Background: Extraintestinal manifestations (EIMs) in pediatric patients with inflammatory bowel disease (IBD) are poorly characterized. We examined the prevalence of EIMs at diagnosis, subsequent incidence, and risk factors for EIMs.
Methods: Data for 1649 patients from the PediIBD Consortium Registry, diagnosed with IBD before 18 years of age (1007 [61%] with Crohn's disease, 471 [29%] with ulcerative colitis, and 171 [10%] with indeterminate colitis), were analyzed using logistic regression, Kaplan-Meier, log rank tests, and Cox models.
Results: EIMs were reported prior to IBD diagnosis in 97 of 1649 patients (6%). Older children at diagnosis had higher rates compared with younger children, and arthritis (26%) and aphthous stomatitis (21%) were most common. Among the 1552 patients without EIM at diagnosis, 290 developed at least 1 EIM. Kaplan-Meier estimates of cumulative incidence were 9% at 1 year, 19% at 5 years, and 29% at 15 years after diagnosis. Incidence did not differ by IBD type (P = 0.20), age at diagnosis (P = 0.22), or race/ethnicity (P = 0.24). Arthritis (17%) and osteopenia/osteoporosis (15%) were the most common EIMs after IBD diagnosis.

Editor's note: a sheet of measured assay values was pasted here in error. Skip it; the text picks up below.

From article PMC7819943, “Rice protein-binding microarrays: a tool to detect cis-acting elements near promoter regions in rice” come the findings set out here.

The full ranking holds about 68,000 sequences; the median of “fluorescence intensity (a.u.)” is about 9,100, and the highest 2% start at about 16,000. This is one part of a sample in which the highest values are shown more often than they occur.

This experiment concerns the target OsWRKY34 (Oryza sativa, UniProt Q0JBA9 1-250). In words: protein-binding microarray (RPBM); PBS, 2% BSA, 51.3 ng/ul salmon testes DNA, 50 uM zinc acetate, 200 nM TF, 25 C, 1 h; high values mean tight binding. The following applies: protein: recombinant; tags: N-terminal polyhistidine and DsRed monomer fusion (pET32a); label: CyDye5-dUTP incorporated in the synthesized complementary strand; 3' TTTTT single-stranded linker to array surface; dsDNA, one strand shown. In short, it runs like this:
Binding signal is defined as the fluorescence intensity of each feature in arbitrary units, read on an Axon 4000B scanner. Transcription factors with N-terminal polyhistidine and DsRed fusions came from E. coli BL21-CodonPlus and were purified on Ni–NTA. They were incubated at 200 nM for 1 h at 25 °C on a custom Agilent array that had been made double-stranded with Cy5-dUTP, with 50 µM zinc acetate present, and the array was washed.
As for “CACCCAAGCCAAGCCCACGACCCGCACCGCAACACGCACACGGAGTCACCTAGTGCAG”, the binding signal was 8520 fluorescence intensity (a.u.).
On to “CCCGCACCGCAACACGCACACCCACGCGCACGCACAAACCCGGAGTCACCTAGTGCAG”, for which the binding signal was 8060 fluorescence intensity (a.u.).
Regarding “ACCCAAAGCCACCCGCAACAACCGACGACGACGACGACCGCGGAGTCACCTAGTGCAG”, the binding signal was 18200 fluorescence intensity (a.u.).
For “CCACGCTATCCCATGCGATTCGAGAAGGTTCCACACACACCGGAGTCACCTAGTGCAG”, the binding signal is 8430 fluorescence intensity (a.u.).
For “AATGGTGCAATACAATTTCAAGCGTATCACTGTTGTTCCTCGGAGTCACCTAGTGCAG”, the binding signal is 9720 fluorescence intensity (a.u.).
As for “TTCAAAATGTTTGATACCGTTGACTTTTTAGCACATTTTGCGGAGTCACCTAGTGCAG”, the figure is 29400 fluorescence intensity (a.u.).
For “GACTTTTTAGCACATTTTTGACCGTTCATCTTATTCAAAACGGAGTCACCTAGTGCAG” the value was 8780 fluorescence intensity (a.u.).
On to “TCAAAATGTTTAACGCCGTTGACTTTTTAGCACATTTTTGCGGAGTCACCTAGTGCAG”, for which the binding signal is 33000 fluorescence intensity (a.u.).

Conclusions: In our large cohort of pediatric IBD patients, 6% had at least 1 EIM before diagnosis of IBD. At least 1 EIM will develop in 29% within 15 years of diagnosis. The incidence of EIMs both before and after diagnosis of IBD differs by type of EIM and may be slightly higher in girls, but is independent of the type of IBD, age at diagnosis, and race/ethnicity.